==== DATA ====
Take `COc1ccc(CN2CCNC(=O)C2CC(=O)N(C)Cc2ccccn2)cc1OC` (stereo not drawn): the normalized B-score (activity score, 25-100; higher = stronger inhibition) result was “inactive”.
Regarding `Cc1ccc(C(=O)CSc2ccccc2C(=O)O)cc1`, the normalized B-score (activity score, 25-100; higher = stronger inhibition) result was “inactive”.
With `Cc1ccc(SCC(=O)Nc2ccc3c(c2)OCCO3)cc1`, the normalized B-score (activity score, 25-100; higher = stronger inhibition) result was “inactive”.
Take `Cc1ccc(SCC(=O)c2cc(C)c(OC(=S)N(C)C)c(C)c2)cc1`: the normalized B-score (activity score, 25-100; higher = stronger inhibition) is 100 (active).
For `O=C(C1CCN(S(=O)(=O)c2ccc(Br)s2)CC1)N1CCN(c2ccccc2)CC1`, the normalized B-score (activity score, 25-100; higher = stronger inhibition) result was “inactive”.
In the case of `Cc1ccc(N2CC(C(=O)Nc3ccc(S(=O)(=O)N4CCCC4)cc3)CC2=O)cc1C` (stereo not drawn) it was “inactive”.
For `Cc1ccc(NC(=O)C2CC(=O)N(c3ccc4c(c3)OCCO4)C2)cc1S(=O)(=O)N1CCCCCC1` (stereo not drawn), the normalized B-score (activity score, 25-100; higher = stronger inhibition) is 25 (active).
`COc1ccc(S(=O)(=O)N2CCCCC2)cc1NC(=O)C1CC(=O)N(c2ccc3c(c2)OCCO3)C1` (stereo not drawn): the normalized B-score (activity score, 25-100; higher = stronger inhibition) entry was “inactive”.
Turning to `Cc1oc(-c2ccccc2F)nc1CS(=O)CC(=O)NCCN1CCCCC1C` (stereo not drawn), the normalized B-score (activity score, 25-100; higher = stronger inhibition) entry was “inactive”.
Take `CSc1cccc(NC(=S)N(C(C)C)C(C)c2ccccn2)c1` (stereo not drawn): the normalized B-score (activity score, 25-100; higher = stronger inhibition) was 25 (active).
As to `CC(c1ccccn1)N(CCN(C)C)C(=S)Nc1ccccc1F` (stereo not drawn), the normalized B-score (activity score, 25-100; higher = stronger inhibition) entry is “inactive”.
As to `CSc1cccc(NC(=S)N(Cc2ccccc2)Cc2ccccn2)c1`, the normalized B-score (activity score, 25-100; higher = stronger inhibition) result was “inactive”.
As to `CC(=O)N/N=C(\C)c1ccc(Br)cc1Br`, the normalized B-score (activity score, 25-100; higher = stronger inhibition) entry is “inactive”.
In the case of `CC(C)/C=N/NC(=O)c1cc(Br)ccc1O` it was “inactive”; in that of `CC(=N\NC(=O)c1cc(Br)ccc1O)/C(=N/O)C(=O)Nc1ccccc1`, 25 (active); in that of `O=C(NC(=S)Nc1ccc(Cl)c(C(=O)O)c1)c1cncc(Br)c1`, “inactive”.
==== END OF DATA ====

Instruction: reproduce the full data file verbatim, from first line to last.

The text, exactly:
Take `COc1ccc(CN2CCNC(=O)C2CC(=O)N(C)Cc2ccccn2)cc1OC` (stereo not drawn): the normalized B-score (activity score, 25-100; higher = stronger inhibition) result was “inactive”.
Regarding `Cc1ccc(C(=O)CSc2ccccc2C(=O)O)cc1`, the normalized B-score (activity score, 25-100; higher = stronger inhibition) result was “inactive”.
With `Cc1ccc(SCC(=O)Nc2ccc3c(c2)OCCO3)cc1`, the normalized B-score (activity score, 25-100; higher = stronger inhibition) result was “inactive”.
Take `Cc1ccc(SCC(=O)c2cc(C)c(OC(=S)N(C)C)c(C)c2)cc1`: the normalized B-score (activity score, 25-100; higher = stronger inhibition) is 100 (active).
For `O=C(C1CCN(S(=O)(=O)c2ccc(Br)s2)CC1)N1CCN(c2ccccc2)CC1`, the normalized B-score (activity score, 25-100; higher = stronger inhibition) result was “inactive”.
In the case of `Cc1ccc(N2CC(C(=O)Nc3ccc(S(=O)(=O)N4CCCC4)cc3)CC2=O)cc1C` (stereo not drawn) it was “inactive”.
For `Cc1ccc(NC(=O)C2CC(=O)N(c3ccc4c(c3)OCCO4)C2)cc1S(=O)(=O)N1CCCCCC1` (stereo not drawn), the normalized B-score (activity score, 25-100; higher = stronger inhibition) is 25 (active).
`COc1ccc(S(=O)(=O)N2CCCCC2)cc1NC(=O)C1CC(=O)N(c2ccc3c(c2)OCCO3)C1` (stereo not drawn): the normalized B-score (activity score, 25-100; higher = stronger inhibition) entry was “inactive”.
Turning to `Cc1oc(-c2ccccc2F)nc1CS(=O)CC(=O)NCCN1CCCCC1C` (stereo not drawn), the normalized B-score (activity score, 25-100; higher = stronger inhibition) entry was “inactive”.
Take `CSc1cccc(NC(=S)N(C(C)C)C(C)c2ccccn2)c1` (stereo not drawn): the normalized B-score (activity score, 25-100; higher = stronger inhibition) was 25 (active).
As to `CC(c1ccccn1)N(CCN(C)C)C(=S)Nc1ccccc1F` (stereo not drawn), the normalized B-score (activity score, 25-100; higher = stronger inhibition) entry is “inactive”.
As to `CSc1cccc(NC(=S)N(Cc2ccccc2)Cc2ccccn2)c1`, the normalized B-score (activity score, 25-100; higher = stronger inhibition) result was “inactive”.
As to `CC(=O)N/N=C(\C)c1ccc(Br)cc1Br`, the normalized B-score (activity score, 25-100; higher = stronger inhibition) entry is “inactive”.
In the case of `CC(C)/C=N/NC(=O)c1cc(Br)ccc1O` it was “inactive”; in that of `CC(=N\NC(=O)c1cc(Br)ccc1O)/C(=N/O)C(=O)Nc1ccccc1`, 25 (active); in that of `O=C(NC(=S)Nc1ccc(Cl)c(C(=O)O)c1)c1cncc(Br)c1`, “inactive”.